They’re very different Presidents, but what Joe Biden and Donald Trump have in common is their drive to make America’s economic growth rate great again. Each in their own way is committed to running the economic engine as fast as possible to revive employment, seemingly without worrying about inflation or other potential problems.
The U.S. risk-on mood in markets in the early days of the Biden Administration – with its successful push for a $1.9 trillion stimulus package – mirrors the days after the surprise election of Trump, who aimed to unleash U.S. growth through fiscal and infrastructure spending, cutting taxes and pruning regulations. Our research is signaling economically-sensitive parts of the U.S. equity market are as attractive – from a price-momentum perspective – as they have been since late 2016. The price action indicates investors believe the newest push will successfully ignite American GDP growth.
The positive backdrop in 2016 for America’s economically-sensitive companies didn’t last long-term as Trump increased trade frictions. For the moment, it remains to be seen what might shift the scales back to a more balanced picture.
Red hot is just fine
How hot is too hot in terms of GDP growth? Equity markets realize the answer no longer seems to matter to either politicians or central bankers as they commit themselves to post-pandemic growth at almost any cost. Investors are applauding because quicker growth could mean surprisingly big profits for companies of all shapes and sizes in all sorts of industries – which may be more alluring than the predictable nature of richly-valued, large-cap technology companies.
Reinforcing that bullish view is the Organization for Economic Cooperation and Development (OECD). Its 2021U.S. GDP forecast is now 6.5% versus 3.2% in December. And it raised its global projection by over 1% saying the Biden stimulus provides a “major boost” to the U.S., which will have a positive knock-on effect on global growth1.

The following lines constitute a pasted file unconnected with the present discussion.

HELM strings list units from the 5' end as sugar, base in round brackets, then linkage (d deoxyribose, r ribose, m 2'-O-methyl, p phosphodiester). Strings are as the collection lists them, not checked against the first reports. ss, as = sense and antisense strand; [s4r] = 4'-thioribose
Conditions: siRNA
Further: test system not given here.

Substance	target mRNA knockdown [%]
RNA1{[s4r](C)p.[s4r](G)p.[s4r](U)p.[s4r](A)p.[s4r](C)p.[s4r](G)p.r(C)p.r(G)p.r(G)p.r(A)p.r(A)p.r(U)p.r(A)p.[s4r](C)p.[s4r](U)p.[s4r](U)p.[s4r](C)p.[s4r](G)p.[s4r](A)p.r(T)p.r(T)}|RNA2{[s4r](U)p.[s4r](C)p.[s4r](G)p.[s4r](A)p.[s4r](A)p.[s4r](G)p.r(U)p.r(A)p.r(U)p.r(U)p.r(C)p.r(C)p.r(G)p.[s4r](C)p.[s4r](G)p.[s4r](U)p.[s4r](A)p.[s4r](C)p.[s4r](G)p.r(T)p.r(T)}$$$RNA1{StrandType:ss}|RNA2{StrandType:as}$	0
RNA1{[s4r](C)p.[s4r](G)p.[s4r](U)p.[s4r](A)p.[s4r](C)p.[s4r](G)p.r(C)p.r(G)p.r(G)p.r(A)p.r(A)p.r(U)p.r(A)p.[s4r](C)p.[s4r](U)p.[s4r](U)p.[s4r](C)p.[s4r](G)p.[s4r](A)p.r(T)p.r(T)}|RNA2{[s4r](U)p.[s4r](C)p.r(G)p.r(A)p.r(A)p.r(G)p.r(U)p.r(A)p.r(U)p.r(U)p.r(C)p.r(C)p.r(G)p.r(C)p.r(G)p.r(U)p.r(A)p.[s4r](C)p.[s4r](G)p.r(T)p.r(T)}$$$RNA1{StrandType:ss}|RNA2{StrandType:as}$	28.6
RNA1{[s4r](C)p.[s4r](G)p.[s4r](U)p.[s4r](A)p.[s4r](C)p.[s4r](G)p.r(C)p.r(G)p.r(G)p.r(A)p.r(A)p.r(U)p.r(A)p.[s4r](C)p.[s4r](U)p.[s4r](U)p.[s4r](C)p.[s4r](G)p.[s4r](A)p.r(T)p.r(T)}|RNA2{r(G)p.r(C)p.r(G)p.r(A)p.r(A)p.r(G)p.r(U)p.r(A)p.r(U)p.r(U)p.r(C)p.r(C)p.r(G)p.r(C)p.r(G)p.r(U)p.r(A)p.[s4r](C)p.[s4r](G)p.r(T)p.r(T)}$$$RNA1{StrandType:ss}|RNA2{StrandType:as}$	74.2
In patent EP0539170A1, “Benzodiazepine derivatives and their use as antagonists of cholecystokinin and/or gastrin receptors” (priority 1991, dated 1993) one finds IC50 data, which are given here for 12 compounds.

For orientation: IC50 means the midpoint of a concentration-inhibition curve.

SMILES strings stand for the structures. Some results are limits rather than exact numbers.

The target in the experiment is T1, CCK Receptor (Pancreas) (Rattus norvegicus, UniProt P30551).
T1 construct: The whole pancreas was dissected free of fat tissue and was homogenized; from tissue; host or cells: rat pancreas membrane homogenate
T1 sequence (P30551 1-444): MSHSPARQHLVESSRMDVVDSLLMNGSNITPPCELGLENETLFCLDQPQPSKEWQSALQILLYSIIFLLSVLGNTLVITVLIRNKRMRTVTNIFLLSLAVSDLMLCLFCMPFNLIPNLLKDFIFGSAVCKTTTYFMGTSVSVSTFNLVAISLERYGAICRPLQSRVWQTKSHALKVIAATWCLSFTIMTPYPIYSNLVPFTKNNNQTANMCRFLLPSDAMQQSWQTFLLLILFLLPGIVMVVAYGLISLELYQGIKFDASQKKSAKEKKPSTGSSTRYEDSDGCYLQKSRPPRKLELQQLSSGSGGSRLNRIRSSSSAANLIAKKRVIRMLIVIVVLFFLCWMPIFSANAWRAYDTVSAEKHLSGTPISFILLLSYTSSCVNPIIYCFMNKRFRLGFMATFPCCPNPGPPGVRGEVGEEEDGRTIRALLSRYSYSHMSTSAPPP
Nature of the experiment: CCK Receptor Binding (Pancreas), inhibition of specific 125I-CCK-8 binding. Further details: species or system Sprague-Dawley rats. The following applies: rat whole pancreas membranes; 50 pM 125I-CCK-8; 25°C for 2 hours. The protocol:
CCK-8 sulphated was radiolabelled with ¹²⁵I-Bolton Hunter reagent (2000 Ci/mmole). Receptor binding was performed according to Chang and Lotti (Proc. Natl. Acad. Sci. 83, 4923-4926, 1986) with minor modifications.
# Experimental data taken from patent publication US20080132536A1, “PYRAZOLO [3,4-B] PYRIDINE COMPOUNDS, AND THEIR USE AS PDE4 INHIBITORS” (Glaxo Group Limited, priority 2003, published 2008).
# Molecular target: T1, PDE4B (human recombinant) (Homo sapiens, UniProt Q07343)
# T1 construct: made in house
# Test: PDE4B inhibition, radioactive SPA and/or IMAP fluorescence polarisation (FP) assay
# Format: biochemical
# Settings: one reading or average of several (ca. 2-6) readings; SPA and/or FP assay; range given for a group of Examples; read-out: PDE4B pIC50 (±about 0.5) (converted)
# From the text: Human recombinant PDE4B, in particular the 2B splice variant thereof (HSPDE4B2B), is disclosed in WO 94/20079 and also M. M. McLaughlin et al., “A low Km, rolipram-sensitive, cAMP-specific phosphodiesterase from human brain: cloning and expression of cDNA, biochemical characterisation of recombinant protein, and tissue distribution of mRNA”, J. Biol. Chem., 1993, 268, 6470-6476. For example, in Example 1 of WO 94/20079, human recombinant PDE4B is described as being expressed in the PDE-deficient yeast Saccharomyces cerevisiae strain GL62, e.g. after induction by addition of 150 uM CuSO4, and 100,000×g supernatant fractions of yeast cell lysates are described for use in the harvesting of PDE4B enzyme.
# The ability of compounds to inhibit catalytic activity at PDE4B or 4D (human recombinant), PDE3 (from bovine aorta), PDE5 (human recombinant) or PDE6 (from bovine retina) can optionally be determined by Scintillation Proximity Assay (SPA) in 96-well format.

Central bankers embrace turbo-charged GDP
Central bankers are playing a big role, too. Normally an overheating economy is a risk central bankers would be on guard against. But not now. Fed Chairman Powell reiterated two weeks ago that he and his colleagues would wait to see too-hot inflation and full employment before raising interest rates. Horizon expects the Fed meeting and press conference on Wednesday to show once again that it expects to keep rates pinned near zero, even as the central bank upgrades its growth forecasts and acknowledges that the economy is showing signs of recovering.
A rising tide lifts more boats
Plenty of market commentators are saying rising interest rates are a major threat to equities; the 10-year Treasury yield is up 71 bps this year, as of Friday’s close. Horizon Investments doesn’t think that’s right.
First of all, the 10-year Treasury yield is sitting where it was in February last year, just before it became clear that the economic lockdowns were likely to be instituted. Second, the recent jump in rates is not at restrictive levels. In fact, it hasn’t had any discernible effect on the easy financial conditions seen in the U.S. or around the world.
That said, the move up in yields could help drive a change in stock market leadership. A way we see if that shift is happening is through our measurement of the standard deviation of the dispersion of returns among investment factors – such as market capitalization, balance sheet quality or dividends. Typically, the standard deviation of returns is small, however when the gap between the best- and the worst-performing factors widens sharply, that can indicate a change in leadership is underway. The prior two weeks’ move is more extreme than it was during the height of the reopening optimism in November.
Sharp changes in dispersion have often happened during a rotation in equities or during heightened market volatility. It looks to us like it may be the former as America’s growth this year appears to be fast enough to power a global rebound. That could benefit the wide range of industries that suffered during both the pandemic and the uncertainty surrounding the Trump Administration’s trade battles. However, it could come at the expense of the companies that dominated the stock market when the outlook was bleak and unsettled.
1 OECD Economic Outlook, Interim Report March 2021, March 9, 2021, https://www.oecd-ilibrary.org
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This commentary is written by Horizon Investments’ asset management team. For additional commentary and media interviews, contact Chief Investment Officer Scott Ladner at 704-919-3602 or firstname.lastname@example.org.
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